Windstorm Publishing* and author Clemson Page have come together to bring us a riveting account of life in a mining town at the turn of the 20th century. The title indicates there is more to the story than is found in this book; but this story of Owen David Gwynn’s youth is a window into the hardships suffered by families in this harsh environment. We meet him as he is fighting off the demons of war, only to be drawn back to equally traumatic memories of his youth and life after his father was killed in a mining accident.
Known as Davey in his youth, he was a mere fourth grader when his father was killed. Because the family lived in a house owned by the mining company, his mother was faced with a decision between losing their home and having Davey join the other breaker boys at the mine. With nowhere else to go, Mary Gwynn was forced to send Davey to the mines. This story takes us through Davey’s transition from innocent school boy to teenage mine worker. His concerns about how he thinks things should be run for the breaker boys cause him to clash with the company authorities. He’s then moved down the shaft, into the darkness of the mines. The author’s skill in telling the story of Davey’s training after this change makes you feel as though you are by his side in the tunnels.
As I continued to read, the old Tennessee Ernie Ford song “Sixteen Tons” often popped into my mind. The company store in this town was run by a man who took pleasure in tormenting Davey. He is merciless as his teasing touches on Davey’s lack of a father, his troubles at the mine and more. You won’t want to miss a word of this intriguing story. Sharing these six years of Davey’s life will leave you wanting more, so be sure to watch the for the release of Clem Page’s next book, Up Home, Mauch Chunk, 1910-1914.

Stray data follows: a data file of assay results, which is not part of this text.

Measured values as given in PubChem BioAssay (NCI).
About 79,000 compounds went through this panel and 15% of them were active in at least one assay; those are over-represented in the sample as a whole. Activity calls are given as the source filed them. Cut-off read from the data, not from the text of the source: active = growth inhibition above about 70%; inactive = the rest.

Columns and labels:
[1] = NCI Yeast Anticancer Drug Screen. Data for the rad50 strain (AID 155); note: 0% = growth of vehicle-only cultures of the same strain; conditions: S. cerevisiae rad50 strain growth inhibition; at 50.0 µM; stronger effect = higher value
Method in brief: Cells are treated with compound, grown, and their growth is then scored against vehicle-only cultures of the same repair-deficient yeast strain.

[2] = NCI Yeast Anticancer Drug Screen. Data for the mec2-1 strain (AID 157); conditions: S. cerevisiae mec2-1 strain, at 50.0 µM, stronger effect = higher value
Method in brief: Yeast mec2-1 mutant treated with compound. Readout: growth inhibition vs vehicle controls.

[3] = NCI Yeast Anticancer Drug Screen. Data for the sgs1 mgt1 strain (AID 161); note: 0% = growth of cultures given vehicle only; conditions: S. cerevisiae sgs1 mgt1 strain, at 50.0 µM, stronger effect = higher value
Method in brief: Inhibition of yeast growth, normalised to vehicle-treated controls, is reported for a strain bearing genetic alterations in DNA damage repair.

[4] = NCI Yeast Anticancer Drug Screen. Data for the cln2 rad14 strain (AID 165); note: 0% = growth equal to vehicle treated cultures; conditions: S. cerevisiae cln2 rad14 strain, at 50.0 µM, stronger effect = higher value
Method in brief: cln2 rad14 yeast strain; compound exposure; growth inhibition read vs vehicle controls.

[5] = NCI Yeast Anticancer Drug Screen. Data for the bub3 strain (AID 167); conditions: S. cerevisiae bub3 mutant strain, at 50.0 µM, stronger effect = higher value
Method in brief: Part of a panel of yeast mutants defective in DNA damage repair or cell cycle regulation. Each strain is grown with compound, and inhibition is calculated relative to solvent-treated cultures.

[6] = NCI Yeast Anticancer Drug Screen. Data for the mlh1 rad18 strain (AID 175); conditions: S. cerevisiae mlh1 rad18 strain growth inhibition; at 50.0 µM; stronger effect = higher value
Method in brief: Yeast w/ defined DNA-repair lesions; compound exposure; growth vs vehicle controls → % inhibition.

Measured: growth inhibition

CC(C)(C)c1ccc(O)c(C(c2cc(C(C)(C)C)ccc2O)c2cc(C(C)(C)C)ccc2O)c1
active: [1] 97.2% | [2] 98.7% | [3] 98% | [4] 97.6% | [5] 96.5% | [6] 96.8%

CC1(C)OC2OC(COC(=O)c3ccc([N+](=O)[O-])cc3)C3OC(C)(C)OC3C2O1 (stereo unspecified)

*Windstorm Publishing has changed its name to Orchard House Press.
Karl Grossman’s Cover Up: What You Are Not Supposed to Know About Nuclear Power was a big seller for The Permanent Press when it was originally released in 1980 and also when a second edition came out in 1982. With recent uncertainty surrounding the safety not only of the nuclear reactors at the Fukushima Daiichi Nuclear Power Station but of nuclear power in general, Grossman’s book is as important as ever, and The Permanent Press is issuing a third, updated, edition free of charge for anyone interested in downloading a copy. In the words of publisher Martin Shepard: “We’re not interested in making a nickel off Cover Up. Let William Morrow, an imprint of HarperCollins, make a profit from 20-year-old Bristol Palin’s ghost written Not Afraid of Life due out this summer. Our passion in publishing has always been the good feeling that comes from doing worthy books, which trumps profits any time.” Click here to download a free copy.
In this incredibly imaginative debut novel, Tommy Zurhellen fills the literary void between Jonathan Goldstein’s Ladies and Gentlemen, The Bible (which presents a new take on the Old Testament) and the Left Behind series (which takes on the Book of Revelation and the tribulations contained therein) with a fresh look at the story of Christ. This time around, however, Christ is raised in a small town in North Dakota, and his name is Sam. What’s more, an elephant has escaped from a traveling circus, the town’s corrupt sheriff has just passed away, and a young rabble-rouser named Jan is making trouble on the banks of the Little Missouri with talk of the imminent arrival of a prophet.